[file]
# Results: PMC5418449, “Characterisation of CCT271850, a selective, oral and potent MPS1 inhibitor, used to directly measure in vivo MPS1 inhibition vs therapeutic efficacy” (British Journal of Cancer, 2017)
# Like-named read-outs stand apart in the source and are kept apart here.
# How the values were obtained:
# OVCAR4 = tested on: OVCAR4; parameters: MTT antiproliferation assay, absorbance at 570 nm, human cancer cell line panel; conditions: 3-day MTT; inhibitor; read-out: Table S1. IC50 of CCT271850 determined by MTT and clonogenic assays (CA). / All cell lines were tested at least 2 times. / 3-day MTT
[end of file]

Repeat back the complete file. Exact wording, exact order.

# Results: PMC5418449, “Characterisation of CCT271850, a selective, oral and potent MPS1 inhibitor, used to directly measure in vivo MPS1 inhibition vs therapeutic efficacy” (British Journal of Cancer, 2017)
# Like-named read-outs stand apart in the source and are kept apart here.
# How the values were obtained:
# OVCAR4 = tested on: OVCAR4; parameters: MTT antiproliferation assay, absorbance at 570 nm, human cancer cell line panel; conditions: 3-day MTT; inhibitor; read-out: Table S1. IC50 of CCT271850 determined by MTT and clonogenic assays (CA). / All cell lines were tested at least 2 times. / 3-day MTT